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    Richard S. Wright Jr.
    Senior Moderator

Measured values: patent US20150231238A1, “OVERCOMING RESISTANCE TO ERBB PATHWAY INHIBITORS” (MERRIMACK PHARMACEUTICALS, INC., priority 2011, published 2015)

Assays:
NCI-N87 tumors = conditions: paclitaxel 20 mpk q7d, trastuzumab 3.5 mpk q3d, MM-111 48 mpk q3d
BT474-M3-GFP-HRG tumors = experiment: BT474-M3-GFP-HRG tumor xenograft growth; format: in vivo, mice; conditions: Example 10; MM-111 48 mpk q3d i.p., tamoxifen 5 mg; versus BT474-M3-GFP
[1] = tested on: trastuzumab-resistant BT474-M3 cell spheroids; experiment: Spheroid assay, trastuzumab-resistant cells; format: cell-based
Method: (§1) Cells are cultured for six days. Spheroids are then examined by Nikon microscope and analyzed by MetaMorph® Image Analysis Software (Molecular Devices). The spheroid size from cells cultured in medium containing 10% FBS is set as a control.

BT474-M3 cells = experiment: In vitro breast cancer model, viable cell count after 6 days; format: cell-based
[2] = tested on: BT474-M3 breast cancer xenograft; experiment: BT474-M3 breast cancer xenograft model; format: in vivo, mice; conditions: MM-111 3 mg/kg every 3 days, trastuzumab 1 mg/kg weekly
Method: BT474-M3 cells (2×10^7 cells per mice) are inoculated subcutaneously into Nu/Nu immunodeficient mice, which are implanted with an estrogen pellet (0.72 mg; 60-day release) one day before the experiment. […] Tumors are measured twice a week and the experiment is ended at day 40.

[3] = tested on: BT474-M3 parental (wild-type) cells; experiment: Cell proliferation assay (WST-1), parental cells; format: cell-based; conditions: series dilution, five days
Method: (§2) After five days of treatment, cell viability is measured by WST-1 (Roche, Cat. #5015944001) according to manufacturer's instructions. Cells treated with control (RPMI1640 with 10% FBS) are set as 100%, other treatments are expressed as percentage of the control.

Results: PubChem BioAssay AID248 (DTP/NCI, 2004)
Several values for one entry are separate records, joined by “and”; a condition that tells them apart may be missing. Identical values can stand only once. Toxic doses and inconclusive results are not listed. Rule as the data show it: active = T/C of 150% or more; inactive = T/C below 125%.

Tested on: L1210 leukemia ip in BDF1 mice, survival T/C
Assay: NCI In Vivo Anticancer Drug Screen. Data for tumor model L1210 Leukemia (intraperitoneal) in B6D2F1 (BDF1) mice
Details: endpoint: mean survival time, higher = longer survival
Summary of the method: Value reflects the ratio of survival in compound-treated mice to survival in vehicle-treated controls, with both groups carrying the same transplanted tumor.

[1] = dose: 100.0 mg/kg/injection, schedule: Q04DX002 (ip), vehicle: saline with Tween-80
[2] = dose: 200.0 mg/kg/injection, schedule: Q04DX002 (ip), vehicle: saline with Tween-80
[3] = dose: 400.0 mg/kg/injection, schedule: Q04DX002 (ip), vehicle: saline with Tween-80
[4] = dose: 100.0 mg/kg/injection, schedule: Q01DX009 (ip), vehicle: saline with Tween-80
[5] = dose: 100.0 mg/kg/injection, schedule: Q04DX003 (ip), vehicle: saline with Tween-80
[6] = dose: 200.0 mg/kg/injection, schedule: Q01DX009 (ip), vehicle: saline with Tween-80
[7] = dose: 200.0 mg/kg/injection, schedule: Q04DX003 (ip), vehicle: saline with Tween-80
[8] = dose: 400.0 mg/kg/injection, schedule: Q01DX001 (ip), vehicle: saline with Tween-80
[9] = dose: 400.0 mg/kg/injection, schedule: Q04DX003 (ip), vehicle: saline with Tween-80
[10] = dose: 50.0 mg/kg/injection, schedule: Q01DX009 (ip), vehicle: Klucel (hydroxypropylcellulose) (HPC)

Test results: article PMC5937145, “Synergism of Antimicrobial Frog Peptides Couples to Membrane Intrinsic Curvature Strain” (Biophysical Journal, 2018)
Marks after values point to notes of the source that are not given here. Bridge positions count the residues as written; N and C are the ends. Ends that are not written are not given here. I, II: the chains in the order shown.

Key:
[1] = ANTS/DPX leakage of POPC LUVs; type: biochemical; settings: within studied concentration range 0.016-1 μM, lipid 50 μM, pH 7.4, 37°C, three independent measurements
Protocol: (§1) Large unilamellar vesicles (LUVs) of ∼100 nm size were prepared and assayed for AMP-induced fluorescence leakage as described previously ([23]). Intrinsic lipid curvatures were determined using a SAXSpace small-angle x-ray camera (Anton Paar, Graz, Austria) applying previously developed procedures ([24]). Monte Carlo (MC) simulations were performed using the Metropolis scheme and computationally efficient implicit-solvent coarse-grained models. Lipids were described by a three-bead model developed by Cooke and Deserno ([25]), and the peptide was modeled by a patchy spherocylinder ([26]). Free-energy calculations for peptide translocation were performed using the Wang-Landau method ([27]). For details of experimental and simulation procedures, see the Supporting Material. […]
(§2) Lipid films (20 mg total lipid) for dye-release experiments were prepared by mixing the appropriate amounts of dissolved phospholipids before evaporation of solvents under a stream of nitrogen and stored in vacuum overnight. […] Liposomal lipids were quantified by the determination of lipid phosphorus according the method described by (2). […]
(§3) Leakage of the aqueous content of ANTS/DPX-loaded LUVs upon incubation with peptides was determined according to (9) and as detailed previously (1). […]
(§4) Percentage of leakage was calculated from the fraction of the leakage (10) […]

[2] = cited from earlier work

I just got back from my latest trip to Golden. I live and work in Florida, and work for Bisque remotely. Occasionally though, it is useful to pay a visit to the “home base” and do some planning, and just have a few meals together with everyone. Lots of exciting stuff going down! For one, in Florida, we amateur astronomers have another name for Winter: Observing Season. My scopes sit in my shed most of the summer. Between the oppressive humidity, giant bugs, oppressive humidity, soaking dew, oppressive humidity, poor seeing, and did I mention oppressive humidity? Winter is another matter. Cool and sometimes even cold at night, the air is dry and stable. Sub arc second seeing is the planetary and lunar observers paradise. It's also great for astrophotography. I've taken a lot of pictures of the moon in the past. My favorite instrument for this was an 8″ Meade Newtonian that they don't make anymore (StarFinder). I've tried taking pictures through my LX200 SCT, but I've had very poor results on the moon with it. Last Winter Star party, I made a tragic and costly mistake in the hobby. On the last day the vendors were trying to get rid of stuff and I picked up an 80mm F/12 “Guide Scope”. My first “real” refractor (or so I thought at the time). Refractor lovers know where this is going….  I took it home and turned it on Saturn. Saturn was gorgeous compared to the view through my 8″ SCT. The beginning of a slippery slope. I took some lunar images through it and was delighted. A couple of months later, I bought a used 6″ Celestron refractor from a friend at NEAF. I was ecstatic, and took it to my first star party two weeks later. Hands down better than my LX200 I thought (view wise). Jupiter, Omega Centauri… spectacular. I had no further need of my 8″ SCT, and gave it to my son. I took some lunar images through it… Hmm… pesky color aberration near the limb… but I could live with it, after all other than that it was still a superior view to what I was used to.